XII I II III IIII V VI VII VIII IX X XI

The sound of Ragtime to come to St John’s

Lifestyle / Wed 22nd Apr 2015 pm30 04:56pm

RagtimeA session with a difference is promised on Thursday (30 April) as piano ‘professor’, Martin Litton, takes a step back in time to the early 1900s when he presents Ragtime Revisited at The Arc. (St John’s Arts Centre, St John’s Walk, Market St. Old Harlow, CM17 0AJ) at 8pm.

Essentially written for the piano, Ragtime was the first African American music to be notated and is a close relative of early New Orleans Jazz.

It’s most popular composer, Scott Joplin, regarded himself as a serious musician, with a Ragtime Ballet and two Operas included in his output.

In 1899, he composed the most famous piece, “Maple Leaf Rag”, which influenced many other pianists and writers.

“The Entertainer” followed in 1901 which later enjoyed a huge revival in the 1970s classic movie, “The Sting”, bringing Ragtime to a new audience.

Another Ragtime revival success was George Botsford’s “Black and White Rag”, a million seller for Winifred Atwell in the ‘50s, which became the iconic theme tune for BBC TV’s “Pot Black” snooker show in the ‘60s.

Throughout the first decade of the last century, Ragtime became the dominant popular music, with many novelty songs using ‘rag’ or ‘ragtime’ in the title. One of Irving Berlin’s earliest successes was ‘Alexander’s Ragtime Band’.

New Orleans piano legend, Jelly Roll Morton adapted the style and made it jazzy.

Martin Litton has arranged the works of Scott Joplin, Morton and others for the trio of piano, clarinet and drums.

In 2009, the album, “Ragtime Revisited” was recorded at the Arc, using the venue’s superb Yamaha Grand Piano.

Martin Litton studied piano at the Colchester Institute; after graduating, he joined Harry Gold’s Pieces of Eight, then spent two years with Kenny Ball, touring Russia and the Middle East.
Martin’s work with leading British musicians includes recordings with Humphrey Lyttelton, Wally Fawkes, not to mention backing US stars such as Kenny Davern, Bob Wilbur, Yank Lawson and Wild Bill Davison.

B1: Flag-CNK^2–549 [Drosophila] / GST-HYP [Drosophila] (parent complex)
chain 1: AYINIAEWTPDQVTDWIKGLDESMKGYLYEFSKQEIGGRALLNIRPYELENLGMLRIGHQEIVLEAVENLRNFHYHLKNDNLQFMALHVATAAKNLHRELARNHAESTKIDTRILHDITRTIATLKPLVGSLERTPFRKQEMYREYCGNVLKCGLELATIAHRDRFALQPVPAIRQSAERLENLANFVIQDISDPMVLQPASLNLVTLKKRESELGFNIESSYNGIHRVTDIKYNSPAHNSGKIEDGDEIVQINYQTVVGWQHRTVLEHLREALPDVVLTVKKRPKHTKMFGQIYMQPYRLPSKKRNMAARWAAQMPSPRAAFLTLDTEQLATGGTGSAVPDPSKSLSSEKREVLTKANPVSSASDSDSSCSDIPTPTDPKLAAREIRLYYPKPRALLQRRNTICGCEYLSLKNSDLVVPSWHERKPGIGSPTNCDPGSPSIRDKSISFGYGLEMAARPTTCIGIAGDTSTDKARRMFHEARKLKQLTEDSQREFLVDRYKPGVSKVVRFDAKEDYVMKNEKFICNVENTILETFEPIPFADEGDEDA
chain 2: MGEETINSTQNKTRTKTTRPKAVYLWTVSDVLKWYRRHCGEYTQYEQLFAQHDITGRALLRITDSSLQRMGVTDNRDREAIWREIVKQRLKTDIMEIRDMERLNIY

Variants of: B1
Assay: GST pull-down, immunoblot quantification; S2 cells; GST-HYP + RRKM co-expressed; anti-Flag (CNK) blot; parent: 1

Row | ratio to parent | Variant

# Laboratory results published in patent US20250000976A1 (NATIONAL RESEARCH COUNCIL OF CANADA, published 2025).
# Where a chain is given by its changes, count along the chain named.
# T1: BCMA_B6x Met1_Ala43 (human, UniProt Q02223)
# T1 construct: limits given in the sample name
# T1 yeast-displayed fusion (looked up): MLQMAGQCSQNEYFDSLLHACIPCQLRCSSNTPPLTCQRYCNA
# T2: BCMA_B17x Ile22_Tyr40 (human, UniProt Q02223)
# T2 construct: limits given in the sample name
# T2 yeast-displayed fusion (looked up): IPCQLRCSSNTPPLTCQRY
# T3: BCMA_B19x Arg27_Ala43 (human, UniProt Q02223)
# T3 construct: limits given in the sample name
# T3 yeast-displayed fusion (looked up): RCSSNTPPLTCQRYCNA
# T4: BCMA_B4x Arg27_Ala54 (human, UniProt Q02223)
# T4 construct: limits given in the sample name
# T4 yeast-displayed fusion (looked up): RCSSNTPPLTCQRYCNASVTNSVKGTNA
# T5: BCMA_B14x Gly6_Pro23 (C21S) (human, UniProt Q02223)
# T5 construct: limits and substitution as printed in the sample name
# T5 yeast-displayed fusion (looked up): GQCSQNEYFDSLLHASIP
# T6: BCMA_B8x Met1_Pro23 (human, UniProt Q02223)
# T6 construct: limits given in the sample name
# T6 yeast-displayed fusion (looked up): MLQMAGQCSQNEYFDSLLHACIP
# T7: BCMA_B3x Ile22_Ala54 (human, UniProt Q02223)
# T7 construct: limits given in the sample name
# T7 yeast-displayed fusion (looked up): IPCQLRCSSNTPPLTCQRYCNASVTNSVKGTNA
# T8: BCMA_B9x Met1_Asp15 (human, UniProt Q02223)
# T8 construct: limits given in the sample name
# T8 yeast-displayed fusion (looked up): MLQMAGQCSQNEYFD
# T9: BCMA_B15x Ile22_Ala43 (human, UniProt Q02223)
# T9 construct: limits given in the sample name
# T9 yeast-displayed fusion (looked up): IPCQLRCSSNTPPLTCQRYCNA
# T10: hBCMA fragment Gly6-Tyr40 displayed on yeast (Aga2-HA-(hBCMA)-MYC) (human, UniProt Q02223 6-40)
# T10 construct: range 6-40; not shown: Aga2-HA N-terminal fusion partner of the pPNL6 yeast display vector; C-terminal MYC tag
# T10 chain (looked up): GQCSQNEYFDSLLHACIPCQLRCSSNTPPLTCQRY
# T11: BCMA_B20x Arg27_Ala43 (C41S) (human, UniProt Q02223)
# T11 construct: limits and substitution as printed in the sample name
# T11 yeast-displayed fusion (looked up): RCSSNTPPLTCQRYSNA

Featured in the show will be Australian clarinet wizard, Karl Hird, who grew up travelling the world with his parents’ New Orleans jazz band. Karl worked with many of the surviving New Orleans jazz pioneers in his youth.
Completing the line-up is John Petters, (“England’s finest Traditional Jazz Drummer” – The Mississippi Rag USA) an acknowledged expert on early jazz and Ragtime styles as well as the flamboyant driving drumnastics of American drum star, Gene Krupa.

Reviewing the release of the DVD / CD Box set of Ragtime Revisited, BBC broadcaster, Paul Barnes said, “From one classy sound to another…the bonus, besides the music, is some extremely learned and well informed notes from Martin Litton, who’s evidently studied Ragtime as a phenomenon and really knows his stuff and moreover he plays the piano rather well too!”

The show starts at 8pm and admission is only £10. Further details from 01406 365731.

Ragtime Revisited (Martin Litton, piano, Karl Hird, clarinet & John Petters, drums @ The Arc, St John’s Arts Centre, St John’s Walk, Market St. Old Harlow, CM17 0AJ Thursday 30th April @ 8pm – Adm £10. Details: 01406 365 731

Print Friendly, PDF & Email

No Comments for The sound of Ragtime to come to St John’s:

Leave a Comment Below:

Your email address will not be published. Required fields are marked *